Where do I begin? I don’t want to say, “it’s sooooooo good,” and sound so basic, if you will, for lack of a better word, but that is one way to describe it. Now I can’t remember if I’ve mentioned this before and I haven’t searched my own blog to check, but thrillers are not my favorite thing to read or watch. Needless to say, I made an exception for this book. That black rose on the cover intrigued me, to say the least, in a way that I was drawn to the idea that pretty things like pretty girls have not just a layer of dark secrets, but a layer of ugly. This layer is hidden underneath, waiting to be pulled back. So you see, I had to turn the pages to find what I was looking for, especially when the back cover claimed this girl had the perfect life.
Spoiler alert: she did not. But she does break it down to you slowly what happened in her past, using flashbacks and jumping back and forth between the past and the present. When she gets to the “aha!” moment, you feel so bad for what happened to her, her secret layer, you wish no girl has to ever go through what she went through as a teen and you wonder if a girl like her is really lucky to be alive. But then again, if she had not survived, there’d be no girls out there who could lend a voice to all the other girls out there who experienced the same kind of horror.
Because you see, this book may have been fiction, and I have never met the author or was present in her life when she was younger, but there is some raw truth in here that if you have not gone through what she has gone through you would want to listen and reach out.
More and more her thoughts grew, like an ulcer inside of a stomach. Then one day, the VCR in her brain ejected a novel.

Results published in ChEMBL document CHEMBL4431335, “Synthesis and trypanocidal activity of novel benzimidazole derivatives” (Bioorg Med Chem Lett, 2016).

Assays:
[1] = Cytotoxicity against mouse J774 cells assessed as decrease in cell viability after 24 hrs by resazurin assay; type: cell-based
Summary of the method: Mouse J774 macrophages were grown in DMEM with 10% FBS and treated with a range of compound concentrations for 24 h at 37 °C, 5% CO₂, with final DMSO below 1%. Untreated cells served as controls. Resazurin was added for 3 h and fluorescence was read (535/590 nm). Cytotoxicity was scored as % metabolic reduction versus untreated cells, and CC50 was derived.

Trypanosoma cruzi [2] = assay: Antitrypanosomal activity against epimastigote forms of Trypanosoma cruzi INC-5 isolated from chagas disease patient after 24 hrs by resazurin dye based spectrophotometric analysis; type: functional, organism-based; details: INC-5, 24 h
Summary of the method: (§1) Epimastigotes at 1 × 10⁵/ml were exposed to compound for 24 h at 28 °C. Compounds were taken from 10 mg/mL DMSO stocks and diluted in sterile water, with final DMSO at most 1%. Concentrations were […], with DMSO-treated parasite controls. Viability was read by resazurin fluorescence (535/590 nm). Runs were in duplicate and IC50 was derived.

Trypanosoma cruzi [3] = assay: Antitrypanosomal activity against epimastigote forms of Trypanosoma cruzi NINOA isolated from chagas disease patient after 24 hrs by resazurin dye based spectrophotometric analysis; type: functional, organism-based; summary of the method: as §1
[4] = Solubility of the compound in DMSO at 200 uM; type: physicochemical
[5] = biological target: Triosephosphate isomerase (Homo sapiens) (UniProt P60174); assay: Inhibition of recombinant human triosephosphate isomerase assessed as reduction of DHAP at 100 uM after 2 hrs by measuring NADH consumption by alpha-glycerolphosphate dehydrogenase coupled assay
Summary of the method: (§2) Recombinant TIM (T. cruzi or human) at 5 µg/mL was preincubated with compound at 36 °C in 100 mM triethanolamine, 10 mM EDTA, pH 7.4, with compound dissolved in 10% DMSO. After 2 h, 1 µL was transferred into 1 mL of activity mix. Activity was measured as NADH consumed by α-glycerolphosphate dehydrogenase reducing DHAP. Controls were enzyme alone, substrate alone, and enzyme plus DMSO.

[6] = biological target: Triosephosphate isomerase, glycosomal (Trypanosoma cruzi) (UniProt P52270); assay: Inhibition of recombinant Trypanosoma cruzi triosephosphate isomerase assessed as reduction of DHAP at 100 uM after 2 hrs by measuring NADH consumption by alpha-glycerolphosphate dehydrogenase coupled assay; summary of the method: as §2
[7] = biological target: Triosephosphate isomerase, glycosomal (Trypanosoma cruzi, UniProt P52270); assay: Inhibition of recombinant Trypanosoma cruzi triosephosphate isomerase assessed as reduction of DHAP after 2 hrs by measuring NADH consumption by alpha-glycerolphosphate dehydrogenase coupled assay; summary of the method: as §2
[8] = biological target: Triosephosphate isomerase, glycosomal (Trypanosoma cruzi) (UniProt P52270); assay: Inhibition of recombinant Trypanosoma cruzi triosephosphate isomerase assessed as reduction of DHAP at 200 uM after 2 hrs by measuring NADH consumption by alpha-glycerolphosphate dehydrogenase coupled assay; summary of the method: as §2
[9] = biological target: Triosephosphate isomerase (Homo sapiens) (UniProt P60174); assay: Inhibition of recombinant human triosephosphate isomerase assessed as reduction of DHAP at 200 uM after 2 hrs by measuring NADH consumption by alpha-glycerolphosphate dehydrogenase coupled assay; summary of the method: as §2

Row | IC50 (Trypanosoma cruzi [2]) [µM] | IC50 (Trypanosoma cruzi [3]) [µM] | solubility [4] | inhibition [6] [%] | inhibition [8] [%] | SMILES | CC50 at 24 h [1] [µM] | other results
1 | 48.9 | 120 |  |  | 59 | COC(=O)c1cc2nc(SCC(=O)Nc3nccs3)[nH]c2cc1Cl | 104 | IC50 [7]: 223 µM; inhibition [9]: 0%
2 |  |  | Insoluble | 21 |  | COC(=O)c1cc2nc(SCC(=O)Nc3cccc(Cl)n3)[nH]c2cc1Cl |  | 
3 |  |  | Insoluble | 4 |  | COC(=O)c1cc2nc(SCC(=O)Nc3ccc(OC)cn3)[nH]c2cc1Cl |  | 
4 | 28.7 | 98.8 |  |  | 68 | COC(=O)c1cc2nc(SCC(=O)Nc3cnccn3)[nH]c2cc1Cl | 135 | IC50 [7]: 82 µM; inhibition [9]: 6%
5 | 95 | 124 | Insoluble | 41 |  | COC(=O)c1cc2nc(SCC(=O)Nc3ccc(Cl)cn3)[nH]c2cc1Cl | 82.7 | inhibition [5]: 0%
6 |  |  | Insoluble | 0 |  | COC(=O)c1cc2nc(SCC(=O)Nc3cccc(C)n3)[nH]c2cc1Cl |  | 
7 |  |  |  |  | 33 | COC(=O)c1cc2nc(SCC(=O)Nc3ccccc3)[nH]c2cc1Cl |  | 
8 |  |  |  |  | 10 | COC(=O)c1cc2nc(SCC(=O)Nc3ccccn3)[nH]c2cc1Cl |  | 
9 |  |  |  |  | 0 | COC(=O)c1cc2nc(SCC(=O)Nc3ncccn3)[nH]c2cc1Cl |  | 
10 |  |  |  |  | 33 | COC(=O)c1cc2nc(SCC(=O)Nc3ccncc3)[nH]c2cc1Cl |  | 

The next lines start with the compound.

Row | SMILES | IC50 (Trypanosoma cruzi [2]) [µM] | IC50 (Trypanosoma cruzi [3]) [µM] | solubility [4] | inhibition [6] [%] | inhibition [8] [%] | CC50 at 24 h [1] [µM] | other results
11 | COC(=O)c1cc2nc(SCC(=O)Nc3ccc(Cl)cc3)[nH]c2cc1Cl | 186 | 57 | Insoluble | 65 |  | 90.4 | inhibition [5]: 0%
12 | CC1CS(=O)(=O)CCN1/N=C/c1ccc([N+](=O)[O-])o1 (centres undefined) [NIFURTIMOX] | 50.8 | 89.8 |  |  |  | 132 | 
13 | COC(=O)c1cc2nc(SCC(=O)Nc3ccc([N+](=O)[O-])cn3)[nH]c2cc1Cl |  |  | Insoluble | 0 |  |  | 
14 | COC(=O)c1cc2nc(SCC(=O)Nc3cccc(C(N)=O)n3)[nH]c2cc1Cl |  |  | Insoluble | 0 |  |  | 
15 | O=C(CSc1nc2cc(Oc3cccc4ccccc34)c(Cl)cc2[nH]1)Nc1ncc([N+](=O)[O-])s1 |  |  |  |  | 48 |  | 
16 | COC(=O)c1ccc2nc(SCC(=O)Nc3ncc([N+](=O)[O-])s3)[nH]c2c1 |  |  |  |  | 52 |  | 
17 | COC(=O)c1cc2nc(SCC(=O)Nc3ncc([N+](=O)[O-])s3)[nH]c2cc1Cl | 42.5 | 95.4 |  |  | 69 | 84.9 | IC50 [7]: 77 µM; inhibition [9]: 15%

Watch out for Fred Colton. This guy is a beast in the thriller world of words and takes Word Hustler to a whole new level with his debut novel, The Colony. As someone who hasn’t read many thrillers, I found this one to have a “Mission Impossible” and “007” vibe that brings the big screen onto the page. I want to be best friends with some of these people, ones who run super fast in space and get face transplants to turn into an exact copy of another person and run around on the moon and deceive the government and…trust me, you just have to read the book to find out if America or China wins when it comes to colonizing up there.
Not going to lie. There are a lot of characters and a lot going on that sometimes makes it hard to keep track of everything, but this may just be a personal thing for me as well as I tend to have trouble keeping up with the haps with books with many characters. This is still kudos to Colton, though, as he seems knowledgeable about the technology, the space terms, and how politics and the government would run such a hypothetical global future so boy did his research for sure.
I could see Colton took aspects of his love of running in his real life into this story. I enjoyed the backstory about the brothers, Tom and Kyle, and the surprise at the end when it all comes together, truly a mesh of imagination, creativity, and reality at its best.
Screw it all. You try to eat healthy and exercise to stay in shape and then you lose out on writing time. You try to maximize your writing time by setting goals and meeting a word count every day and then you lose out on staying in shape. It’s one or the other. You can’t please everybody or you’ll turn into a donkey. I’ll just get fat and TB and write the best novel I have written in a long time and then croak and only become famous posthumously because I couldn’t do it all. That’s in right now, isn’t it?